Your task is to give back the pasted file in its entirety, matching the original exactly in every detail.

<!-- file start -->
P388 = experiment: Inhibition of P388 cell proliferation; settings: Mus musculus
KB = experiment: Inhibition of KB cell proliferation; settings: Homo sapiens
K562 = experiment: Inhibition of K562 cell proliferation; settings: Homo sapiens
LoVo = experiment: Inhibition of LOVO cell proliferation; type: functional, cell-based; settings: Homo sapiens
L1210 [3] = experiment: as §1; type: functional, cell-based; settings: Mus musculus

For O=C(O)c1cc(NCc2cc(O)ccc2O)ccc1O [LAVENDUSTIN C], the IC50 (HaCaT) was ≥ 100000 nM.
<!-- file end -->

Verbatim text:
P388 = experiment: Inhibition of P388 cell proliferation; settings: Mus musculus
KB = experiment: Inhibition of KB cell proliferation; settings: Homo sapiens
K562 = experiment: Inhibition of K562 cell proliferation; settings: Homo sapiens
LoVo = experiment: Inhibition of LOVO cell proliferation; type: functional, cell-based; settings: Homo sapiens
L1210 [3] = experiment: as §1; type: functional, cell-based; settings: Mus musculus

For O=C(O)c1cc(NCc2cc(O)ccc2O)ccc1O [LAVENDUSTIN C], the IC50 (HaCaT) was ≥ 100000 nM.